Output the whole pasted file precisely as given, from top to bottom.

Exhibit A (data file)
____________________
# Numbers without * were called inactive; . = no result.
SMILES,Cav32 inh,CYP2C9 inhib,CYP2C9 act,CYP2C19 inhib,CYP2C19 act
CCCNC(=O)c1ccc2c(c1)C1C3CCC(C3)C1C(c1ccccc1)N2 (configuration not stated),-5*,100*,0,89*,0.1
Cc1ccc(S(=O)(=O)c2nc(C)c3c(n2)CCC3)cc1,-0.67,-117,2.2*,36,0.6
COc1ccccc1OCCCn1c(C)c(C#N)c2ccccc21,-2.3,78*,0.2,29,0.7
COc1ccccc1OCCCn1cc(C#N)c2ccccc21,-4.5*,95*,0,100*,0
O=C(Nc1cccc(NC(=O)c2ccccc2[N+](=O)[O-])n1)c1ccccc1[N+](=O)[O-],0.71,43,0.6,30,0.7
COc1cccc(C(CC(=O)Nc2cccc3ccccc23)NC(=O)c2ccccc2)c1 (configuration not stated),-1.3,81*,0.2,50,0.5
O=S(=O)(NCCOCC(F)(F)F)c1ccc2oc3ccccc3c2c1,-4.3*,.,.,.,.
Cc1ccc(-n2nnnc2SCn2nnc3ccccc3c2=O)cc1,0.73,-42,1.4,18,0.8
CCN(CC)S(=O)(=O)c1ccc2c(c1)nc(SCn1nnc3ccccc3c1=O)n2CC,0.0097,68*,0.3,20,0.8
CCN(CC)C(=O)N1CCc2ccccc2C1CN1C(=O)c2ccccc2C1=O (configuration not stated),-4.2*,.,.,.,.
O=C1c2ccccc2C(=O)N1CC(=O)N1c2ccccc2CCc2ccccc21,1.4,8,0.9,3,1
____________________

# Numbers without * were called inactive; . = no result.
SMILES,Cav32 inh,CYP2C9 inhib,CYP2C9 act,CYP2C19 inhib,CYP2C19 act
CCCNC(=O)c1ccc2c(c1)C1C3CCC(C3)C1C(c1ccccc1)N2 (configuration not stated),-5*,100*,0,89*,0.1
Cc1ccc(S(=O)(=O)c2nc(C)c3c(n2)CCC3)cc1,-0.67,-117,2.2*,36,0.6
COc1ccccc1OCCCn1c(C)c(C#N)c2ccccc21,-2.3,78*,0.2,29,0.7
COc1ccccc1OCCCn1cc(C#N)c2ccccc21,-4.5*,95*,0,100*,0
O=C(Nc1cccc(NC(=O)c2ccccc2[N+](=O)[O-])n1)c1ccccc1[N+](=O)[O-],0.71,43,0.6,30,0.7
COc1cccc(C(CC(=O)Nc2cccc3ccccc23)NC(=O)c2ccccc2)c1 (configuration not stated),-1.3,81*,0.2,50,0.5
O=S(=O)(NCCOCC(F)(F)F)c1ccc2oc3ccccc3c2c1,-4.3*,.,.,.,.
Cc1ccc(-n2nnnc2SCn2nnc3ccccc3c2=O)cc1,0.73,-42,1.4,18,0.8
CCN(CC)S(=O)(=O)c1ccc2c(c1)nc(SCn1nnc3ccccc3c1=O)n2CC,0.0097,68*,0.3,20,0.8
CCN(CC)C(=O)N1CCc2ccccc2C1CN1C(=O)c2ccccc2C1=O (configuration not stated),-4.2*,.,.,.,.
O=C1c2ccccc2C(=O)N1CC(=O)N1c2ccccc2CCc2ccccc21,1.4,8,0.9,3,1